Choosing a Doctor or MidwifeKateTietje
When you’re pregnant, you’ll obviously need someone to care for you and deliver your baby. Typically, you will see either a doctor or a midwife during your pregnancy. Even if you already know which you prefer (and you may not), they are not all the same. Who you choose, specifically, can have a big impact on how your pregnancy and delivery goes.
So how do you choose?
Questions to ask yourself:
- Am I likely to be high-risk? (If yes, choose a doctor)
- What do I believe about birth? (If naturally minded, consider a midwife. If you’re at all afraid or want things “managed,” choose a doctor)
- What style/mannerisms do I want in a medical professional?
- Am I more comfortable with a male or female?
Questions to ask a potential doctor or midwife:
- What do you believe about birth? (should match your answer, roughly)
- How many c-sections do you do? In first time moms?
- Do you require routine IVs?
- How often do you schedule inductions? Do you do it for non-medical reasons?
- What tests are routine, and do you require all of them? Why or why not?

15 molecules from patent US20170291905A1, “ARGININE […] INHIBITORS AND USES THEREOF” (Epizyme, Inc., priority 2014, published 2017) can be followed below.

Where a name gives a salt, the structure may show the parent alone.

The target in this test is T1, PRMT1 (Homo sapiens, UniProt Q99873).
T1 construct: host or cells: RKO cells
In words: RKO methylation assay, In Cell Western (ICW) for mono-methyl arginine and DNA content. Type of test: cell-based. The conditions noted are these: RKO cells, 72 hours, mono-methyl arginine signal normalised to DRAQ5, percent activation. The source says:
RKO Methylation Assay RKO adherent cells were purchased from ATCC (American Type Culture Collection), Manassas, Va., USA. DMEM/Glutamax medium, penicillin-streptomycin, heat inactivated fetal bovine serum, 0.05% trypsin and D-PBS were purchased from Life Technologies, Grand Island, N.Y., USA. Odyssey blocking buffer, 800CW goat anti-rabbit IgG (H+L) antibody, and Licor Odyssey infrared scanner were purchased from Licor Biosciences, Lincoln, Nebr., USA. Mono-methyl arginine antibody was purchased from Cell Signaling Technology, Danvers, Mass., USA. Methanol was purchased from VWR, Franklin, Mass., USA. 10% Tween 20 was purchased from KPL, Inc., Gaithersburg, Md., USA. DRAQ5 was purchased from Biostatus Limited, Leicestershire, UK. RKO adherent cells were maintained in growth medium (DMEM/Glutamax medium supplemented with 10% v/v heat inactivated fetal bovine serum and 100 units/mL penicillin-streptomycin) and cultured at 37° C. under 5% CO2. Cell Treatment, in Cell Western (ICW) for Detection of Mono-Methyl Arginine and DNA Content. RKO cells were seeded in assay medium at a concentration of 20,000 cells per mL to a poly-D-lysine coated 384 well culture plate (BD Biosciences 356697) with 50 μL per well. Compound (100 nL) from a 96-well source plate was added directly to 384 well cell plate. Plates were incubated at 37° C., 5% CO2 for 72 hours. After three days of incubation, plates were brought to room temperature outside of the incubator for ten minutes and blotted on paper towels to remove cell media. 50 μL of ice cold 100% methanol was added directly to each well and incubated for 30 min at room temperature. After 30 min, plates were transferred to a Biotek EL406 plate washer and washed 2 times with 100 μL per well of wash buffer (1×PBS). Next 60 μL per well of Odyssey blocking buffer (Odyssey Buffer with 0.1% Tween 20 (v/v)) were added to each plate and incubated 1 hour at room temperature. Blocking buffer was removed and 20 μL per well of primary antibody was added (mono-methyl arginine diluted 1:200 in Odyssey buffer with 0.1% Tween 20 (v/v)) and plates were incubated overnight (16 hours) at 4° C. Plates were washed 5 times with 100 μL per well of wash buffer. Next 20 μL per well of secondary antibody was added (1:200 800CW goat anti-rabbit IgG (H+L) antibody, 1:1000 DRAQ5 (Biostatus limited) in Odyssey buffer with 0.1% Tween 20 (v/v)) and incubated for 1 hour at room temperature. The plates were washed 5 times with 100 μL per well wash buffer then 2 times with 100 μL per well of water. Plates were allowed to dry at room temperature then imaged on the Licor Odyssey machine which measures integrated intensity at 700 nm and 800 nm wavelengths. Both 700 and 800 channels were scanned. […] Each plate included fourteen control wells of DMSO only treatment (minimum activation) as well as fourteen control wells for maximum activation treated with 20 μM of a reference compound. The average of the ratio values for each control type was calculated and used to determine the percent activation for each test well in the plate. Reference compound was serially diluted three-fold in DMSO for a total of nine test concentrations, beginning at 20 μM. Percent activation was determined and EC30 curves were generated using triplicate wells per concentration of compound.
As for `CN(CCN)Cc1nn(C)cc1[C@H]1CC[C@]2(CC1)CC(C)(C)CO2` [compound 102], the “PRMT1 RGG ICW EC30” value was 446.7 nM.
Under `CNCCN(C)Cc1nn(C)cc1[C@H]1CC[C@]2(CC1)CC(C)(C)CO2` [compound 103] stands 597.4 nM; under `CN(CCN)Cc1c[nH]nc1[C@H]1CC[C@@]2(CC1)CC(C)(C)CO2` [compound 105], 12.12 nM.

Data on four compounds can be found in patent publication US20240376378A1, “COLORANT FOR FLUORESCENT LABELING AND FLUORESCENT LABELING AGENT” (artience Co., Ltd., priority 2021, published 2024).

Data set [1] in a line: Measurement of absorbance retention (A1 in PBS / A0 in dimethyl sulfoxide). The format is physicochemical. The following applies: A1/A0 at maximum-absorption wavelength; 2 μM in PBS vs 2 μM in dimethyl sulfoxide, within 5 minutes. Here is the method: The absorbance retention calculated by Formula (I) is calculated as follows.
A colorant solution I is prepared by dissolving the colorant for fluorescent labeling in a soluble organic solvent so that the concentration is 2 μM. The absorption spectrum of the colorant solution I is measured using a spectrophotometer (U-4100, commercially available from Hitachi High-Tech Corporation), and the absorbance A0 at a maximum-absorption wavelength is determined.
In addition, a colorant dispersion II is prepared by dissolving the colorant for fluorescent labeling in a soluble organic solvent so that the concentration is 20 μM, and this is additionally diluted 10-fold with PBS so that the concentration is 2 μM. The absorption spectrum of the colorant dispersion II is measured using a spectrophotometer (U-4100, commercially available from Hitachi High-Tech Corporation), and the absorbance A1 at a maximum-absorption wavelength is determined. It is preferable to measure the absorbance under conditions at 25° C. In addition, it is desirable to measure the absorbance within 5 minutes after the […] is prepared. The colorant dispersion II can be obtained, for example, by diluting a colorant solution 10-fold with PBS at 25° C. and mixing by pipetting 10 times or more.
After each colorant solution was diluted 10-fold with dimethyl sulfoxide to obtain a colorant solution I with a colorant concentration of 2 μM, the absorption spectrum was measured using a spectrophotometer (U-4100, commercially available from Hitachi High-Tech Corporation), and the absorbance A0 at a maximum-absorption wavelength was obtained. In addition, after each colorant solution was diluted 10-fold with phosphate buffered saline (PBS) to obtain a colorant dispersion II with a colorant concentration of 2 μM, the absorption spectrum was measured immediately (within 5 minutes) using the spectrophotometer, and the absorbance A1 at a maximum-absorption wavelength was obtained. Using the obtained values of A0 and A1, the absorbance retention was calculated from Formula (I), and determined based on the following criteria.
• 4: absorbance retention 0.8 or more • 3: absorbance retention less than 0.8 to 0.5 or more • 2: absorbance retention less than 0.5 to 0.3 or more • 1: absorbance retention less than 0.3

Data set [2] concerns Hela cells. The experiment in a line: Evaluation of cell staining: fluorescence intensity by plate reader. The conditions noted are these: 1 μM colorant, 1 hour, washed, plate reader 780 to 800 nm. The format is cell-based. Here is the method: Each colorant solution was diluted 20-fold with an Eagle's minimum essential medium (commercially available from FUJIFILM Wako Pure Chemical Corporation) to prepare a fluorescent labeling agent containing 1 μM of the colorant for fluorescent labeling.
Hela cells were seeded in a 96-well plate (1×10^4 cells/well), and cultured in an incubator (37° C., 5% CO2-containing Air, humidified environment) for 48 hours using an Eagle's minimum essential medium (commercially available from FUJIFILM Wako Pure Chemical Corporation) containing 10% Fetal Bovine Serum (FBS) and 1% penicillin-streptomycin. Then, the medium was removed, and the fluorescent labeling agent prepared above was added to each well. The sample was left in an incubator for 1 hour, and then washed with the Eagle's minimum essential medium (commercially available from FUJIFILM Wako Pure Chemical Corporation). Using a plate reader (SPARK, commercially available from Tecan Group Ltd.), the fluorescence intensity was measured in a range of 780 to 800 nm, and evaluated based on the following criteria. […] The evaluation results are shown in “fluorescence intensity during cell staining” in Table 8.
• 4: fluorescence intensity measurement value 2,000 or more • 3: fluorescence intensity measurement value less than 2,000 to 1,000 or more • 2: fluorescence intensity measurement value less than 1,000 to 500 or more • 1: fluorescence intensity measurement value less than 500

- Are you experienced in handling high-risk moms? (if this matters to you)
- Do you do VBACs? (if this matters to you)
- What happens if you can’t attend my birth? Has this ever happened to you?
- Do you allow doulas?
- What happens if something goes wrong between appointments? How do I reach you?
- What if I have (non-emergency) questions between appointments? How do you handle that?
There may be other questions, depending on your situation. For example, if you’re a twin mom, have a high-risk history, history of infertility, etc. — you will want to ask about the professional’s experience with that situation. Hopefully your doctor also believes in informed consent!
The most important thing is that you are satisfied with the doctor (or midwife)’s answers and attitude. Some moms want the option to VBAC; others would prefer not to. Some moms want to be able to schedule a “convenience induction;” others don’t (though if the doctor is very willing to schedule one prior to 39 weeks with no medical reason…you might want to find someone else). That’s why it’s important to ask anything that’s important to you.
Regardless of your preferences — if the doctor brushes you off and seems annoyed by your questions — find someone else!! If the professional doesn’t seem to know the answer to some questions — skip him/her. If anything about the interview bothers you, just look elsewhere. It’s not worth it.
How did you choose your doctor or midwife?
Top image by chimothy27